US Department of Labor Lists Cocoa, Cotton and Other Goods as Products Made by Forced, Child Labor
Date of publication: December 15, 2010
Source: International Labor Rights Forum
Contact: Brian Campbell, brian.campbell[at]ilrf.org, 202-347-4100 x102 or 202-701-3021
Tim Newman, tim.newman[at]ilrf.org, 202-347-4100 x113 or 617-823-9464
Today, the US Department of Labor (DOL) released its second list of goods believed to have been produced using forced or child labor globally. DOL also releases its 2010 Findings on the Worst Forms of Child Labor and a list of products produced by forced or indentured child labor as required by Executive Order 13126. The list of goods includes a number of industries where the International Labor Rights Forum (ILRF) has identified these labor rights abuses to occur including cocoa, cotton, tobacco and rubber.
As part of the Trafficking Victims Protection Reauthorization Act of 2005 (TVPRA of 2005), DOL’s Bureau of International Labor Affairs (ILAB) was tasked with “develop[ing] and mak[ing] available to the public a list of goods from countries that the Bureau of International Labor Affairs has reason to believe are produced by forced labor or child labor in violation of international standards.” ILRF is pleased to see that USDOL has published a second edition of this useful resource. A continued commitment to updating the list will help consumers and businesses received timely information and identify sectors that require particular focus.
Since 2001, ILRF has been pushing US-based cocoa importers and chocolate companies like Hershey to take effective action to end the use of child, trafficked and forced labor on West African cocoa farms. ILRF Campaigns Director Tim Newman said, “By including cocoa on the list of products made by child labor, the US government has acknowledged the lack of progress the chocolate industry has made in eliminating serious labor rights abuses in this sector, despite years of promises.”
ILRF has also been working to stop forced and child labor in the cotton industry globally, especially in Uzbekistan. Reports published by ILRF and its global partners have confirmed the ongoing removal of thousands of children from schools across Uzbekistan who are forced to pick cotton during harvest season. While many of world’s largest retailers have agreed to address the severe abuses associated with Uzbek cotton in their supply chains, the children’s clothing store Gymboree remain silent on this issue despite requests from consumers and shareholders for the company to take action on this issue.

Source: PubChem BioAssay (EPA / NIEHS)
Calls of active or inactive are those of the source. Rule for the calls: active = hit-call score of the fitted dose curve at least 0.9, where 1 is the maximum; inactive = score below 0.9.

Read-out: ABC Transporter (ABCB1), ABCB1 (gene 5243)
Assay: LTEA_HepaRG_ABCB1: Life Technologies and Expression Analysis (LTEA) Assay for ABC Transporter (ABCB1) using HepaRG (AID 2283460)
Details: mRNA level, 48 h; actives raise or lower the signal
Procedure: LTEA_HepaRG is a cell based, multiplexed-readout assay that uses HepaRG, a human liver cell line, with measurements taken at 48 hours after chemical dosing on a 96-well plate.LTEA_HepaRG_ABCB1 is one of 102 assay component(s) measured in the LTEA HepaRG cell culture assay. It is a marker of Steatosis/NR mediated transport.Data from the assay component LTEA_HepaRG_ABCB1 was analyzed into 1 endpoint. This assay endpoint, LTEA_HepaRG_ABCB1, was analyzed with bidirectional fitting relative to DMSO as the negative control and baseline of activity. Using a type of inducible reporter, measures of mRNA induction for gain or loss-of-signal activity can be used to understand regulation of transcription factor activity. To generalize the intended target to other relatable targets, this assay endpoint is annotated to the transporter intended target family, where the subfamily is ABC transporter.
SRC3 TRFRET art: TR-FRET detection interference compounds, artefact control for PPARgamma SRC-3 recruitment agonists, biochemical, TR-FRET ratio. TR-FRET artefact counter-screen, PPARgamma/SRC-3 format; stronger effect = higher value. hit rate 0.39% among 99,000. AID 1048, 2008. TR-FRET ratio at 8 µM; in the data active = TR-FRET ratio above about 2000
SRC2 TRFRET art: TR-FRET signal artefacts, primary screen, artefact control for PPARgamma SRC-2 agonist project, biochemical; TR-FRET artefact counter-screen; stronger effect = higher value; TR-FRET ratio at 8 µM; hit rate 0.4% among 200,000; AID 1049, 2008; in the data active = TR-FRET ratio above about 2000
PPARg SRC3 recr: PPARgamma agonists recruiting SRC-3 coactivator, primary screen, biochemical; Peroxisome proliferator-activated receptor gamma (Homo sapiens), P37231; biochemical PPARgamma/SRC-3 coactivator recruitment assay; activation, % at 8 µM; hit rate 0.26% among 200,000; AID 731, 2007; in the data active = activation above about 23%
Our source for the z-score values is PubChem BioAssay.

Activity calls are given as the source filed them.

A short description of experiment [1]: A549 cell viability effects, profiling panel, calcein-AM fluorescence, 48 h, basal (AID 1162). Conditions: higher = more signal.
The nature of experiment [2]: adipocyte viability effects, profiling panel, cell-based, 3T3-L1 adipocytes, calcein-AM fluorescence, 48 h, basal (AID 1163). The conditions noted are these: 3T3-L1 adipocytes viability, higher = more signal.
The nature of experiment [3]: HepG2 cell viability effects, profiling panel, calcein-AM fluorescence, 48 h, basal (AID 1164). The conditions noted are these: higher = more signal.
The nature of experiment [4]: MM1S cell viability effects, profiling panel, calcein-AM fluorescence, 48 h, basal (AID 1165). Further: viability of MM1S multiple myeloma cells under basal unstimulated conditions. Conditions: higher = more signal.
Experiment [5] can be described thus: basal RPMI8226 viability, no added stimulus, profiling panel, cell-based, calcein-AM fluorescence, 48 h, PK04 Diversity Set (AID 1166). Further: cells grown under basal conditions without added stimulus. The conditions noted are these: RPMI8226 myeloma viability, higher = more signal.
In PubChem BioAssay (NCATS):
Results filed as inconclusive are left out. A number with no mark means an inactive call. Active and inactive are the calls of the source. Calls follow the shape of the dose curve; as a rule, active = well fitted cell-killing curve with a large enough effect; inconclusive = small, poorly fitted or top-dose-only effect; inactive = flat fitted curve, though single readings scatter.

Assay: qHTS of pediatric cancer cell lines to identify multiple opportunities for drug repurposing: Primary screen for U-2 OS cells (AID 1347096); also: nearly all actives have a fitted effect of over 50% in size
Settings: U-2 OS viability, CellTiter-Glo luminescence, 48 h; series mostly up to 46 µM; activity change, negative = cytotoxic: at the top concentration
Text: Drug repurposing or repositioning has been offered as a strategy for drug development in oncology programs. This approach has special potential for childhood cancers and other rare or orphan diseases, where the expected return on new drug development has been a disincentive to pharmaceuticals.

Other additional products that ILRF has publicly identified potentially produced by forced and/or child labor that appear on the official list are: cotton from Tajikistan, cottonseed and stones from India, rubber from Liberia, sugarcane from Guatemala, surgical instruments from Pakistan and tobacco from Malawi. ILRF also has a long history of working to eliminate child labor in the soccer ball industry in India. The fact that many of these products have been listed by USDOL for the second time indicates that stronger efforts are urgently required to end egregious labor rights abuses in these sectors.
Commenting on the importance of the list, Brian Campbell, ILRF Director of Policy and Legal Programs, said, “This list is a critical tool that consumers and businesses can use to identify the sectors where forced and child labor abuses continue. The challenge now is to implement business practices that lead to higher labor standards and living and working conditions for workers.”
Tim Newman added, “We support USDOL in its efforts to identify products imported to the United States made using forced and child labor. We hope that future iterations of USDOL’s list of goods will continue the work of this year’s report in expanding the number of countries that are investigated in the creation of the list.”
The International Labor Rights Forum (ILRF) is an advocacy organization dedicated to achieving just and humane treatment for workers worldwide. For more information, please visit www.LaborRights.org